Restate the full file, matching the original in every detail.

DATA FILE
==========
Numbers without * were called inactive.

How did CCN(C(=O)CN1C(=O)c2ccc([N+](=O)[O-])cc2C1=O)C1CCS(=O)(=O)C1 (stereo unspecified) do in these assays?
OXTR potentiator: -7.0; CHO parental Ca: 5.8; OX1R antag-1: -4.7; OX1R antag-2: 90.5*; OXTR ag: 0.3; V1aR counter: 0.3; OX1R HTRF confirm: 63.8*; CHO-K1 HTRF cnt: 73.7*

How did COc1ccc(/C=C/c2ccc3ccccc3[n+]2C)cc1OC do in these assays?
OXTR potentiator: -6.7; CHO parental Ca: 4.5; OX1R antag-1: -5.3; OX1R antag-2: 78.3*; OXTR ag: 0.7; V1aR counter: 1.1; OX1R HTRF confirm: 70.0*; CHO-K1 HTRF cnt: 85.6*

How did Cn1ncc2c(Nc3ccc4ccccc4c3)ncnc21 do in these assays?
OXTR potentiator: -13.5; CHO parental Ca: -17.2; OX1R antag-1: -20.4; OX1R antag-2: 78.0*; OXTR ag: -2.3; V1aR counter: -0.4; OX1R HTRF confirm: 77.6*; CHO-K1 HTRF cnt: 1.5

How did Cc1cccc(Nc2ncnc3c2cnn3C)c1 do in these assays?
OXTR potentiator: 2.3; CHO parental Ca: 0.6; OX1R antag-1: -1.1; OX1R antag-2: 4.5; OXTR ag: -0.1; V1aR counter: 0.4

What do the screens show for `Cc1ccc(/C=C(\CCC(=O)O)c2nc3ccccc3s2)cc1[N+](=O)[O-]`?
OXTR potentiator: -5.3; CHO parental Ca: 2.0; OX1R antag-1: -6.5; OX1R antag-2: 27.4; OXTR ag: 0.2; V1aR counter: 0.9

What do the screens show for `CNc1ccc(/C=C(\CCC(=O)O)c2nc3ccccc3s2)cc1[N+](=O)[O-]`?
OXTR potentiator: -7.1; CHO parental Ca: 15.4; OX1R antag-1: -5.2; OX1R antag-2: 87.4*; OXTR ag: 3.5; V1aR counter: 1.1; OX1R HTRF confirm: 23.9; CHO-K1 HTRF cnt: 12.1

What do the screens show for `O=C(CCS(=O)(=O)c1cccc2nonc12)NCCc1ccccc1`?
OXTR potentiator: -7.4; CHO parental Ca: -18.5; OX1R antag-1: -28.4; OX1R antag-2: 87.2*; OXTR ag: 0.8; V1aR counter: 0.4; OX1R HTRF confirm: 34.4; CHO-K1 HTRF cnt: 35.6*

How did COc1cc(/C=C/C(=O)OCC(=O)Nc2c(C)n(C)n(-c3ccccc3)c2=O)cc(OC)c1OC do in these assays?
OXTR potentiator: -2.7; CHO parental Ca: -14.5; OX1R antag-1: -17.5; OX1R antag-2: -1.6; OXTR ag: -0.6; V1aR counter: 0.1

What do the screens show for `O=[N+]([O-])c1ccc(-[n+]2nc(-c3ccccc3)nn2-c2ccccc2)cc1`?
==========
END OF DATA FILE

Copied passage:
Numbers without * were called inactive.

How did CCN(C(=O)CN1C(=O)c2ccc([N+](=O)[O-])cc2C1=O)C1CCS(=O)(=O)C1 (stereo unspecified) do in these assays?
OXTR potentiator: -7.0; CHO parental Ca: 5.8; OX1R antag-1: -4.7; OX1R antag-2: 90.5*; OXTR ag: 0.3; V1aR counter: 0.3; OX1R HTRF confirm: 63.8*; CHO-K1 HTRF cnt: 73.7*

How did COc1ccc(/C=C/c2ccc3ccccc3[n+]2C)cc1OC do in these assays?
OXTR potentiator: -6.7; CHO parental Ca: 4.5; OX1R antag-1: -5.3; OX1R antag-2: 78.3*; OXTR ag: 0.7; V1aR counter: 1.1; OX1R HTRF confirm: 70.0*; CHO-K1 HTRF cnt: 85.6*

How did Cn1ncc2c(Nc3ccc4ccccc4c3)ncnc21 do in these assays?
OXTR potentiator: -13.5; CHO parental Ca: -17.2; OX1R antag-1: -20.4; OX1R antag-2: 78.0*; OXTR ag: -2.3; V1aR counter: -0.4; OX1R HTRF confirm: 77.6*; CHO-K1 HTRF cnt: 1.5

How did Cc1cccc(Nc2ncnc3c2cnn3C)c1 do in these assays?
OXTR potentiator: 2.3; CHO parental Ca: 0.6; OX1R antag-1: -1.1; OX1R antag-2: 4.5; OXTR ag: -0.1; V1aR counter: 0.4

What do the screens show for `Cc1ccc(/C=C(\CCC(=O)O)c2nc3ccccc3s2)cc1[N+](=O)[O-]`?
OXTR potentiator: -5.3; CHO parental Ca: 2.0; OX1R antag-1: -6.5; OX1R antag-2: 27.4; OXTR ag: 0.2; V1aR counter: 0.9

What do the screens show for `CNc1ccc(/C=C(\CCC(=O)O)c2nc3ccccc3s2)cc1[N+](=O)[O-]`?
OXTR potentiator: -7.1; CHO parental Ca: 15.4; OX1R antag-1: -5.2; OX1R antag-2: 87.4*; OXTR ag: 3.5; V1aR counter: 1.1; OX1R HTRF confirm: 23.9; CHO-K1 HTRF cnt: 12.1

What do the screens show for `O=C(CCS(=O)(=O)c1cccc2nonc12)NCCc1ccccc1`?
OXTR potentiator: -7.4; CHO parental Ca: -18.5; OX1R antag-1: -28.4; OX1R antag-2: 87.2*; OXTR ag: 0.8; V1aR counter: 0.4; OX1R HTRF confirm: 34.4; CHO-K1 HTRF cnt: 35.6*

How did COc1cc(/C=C/C(=O)OCC(=O)Nc2c(C)n(C)n(-c3ccccc3)c2=O)cc(OC)c1OC do in these assays?
OXTR potentiator: -2.7; CHO parental Ca: -14.5; OX1R antag-1: -17.5; OX1R antag-2: -1.6; OXTR ag: -0.6; V1aR counter: 0.1

What do the screens show for `O=[N+]([O-])c1ccc(-[n+]2nc(-c3ccccc3)nn2-c2ccccc2)cc1`?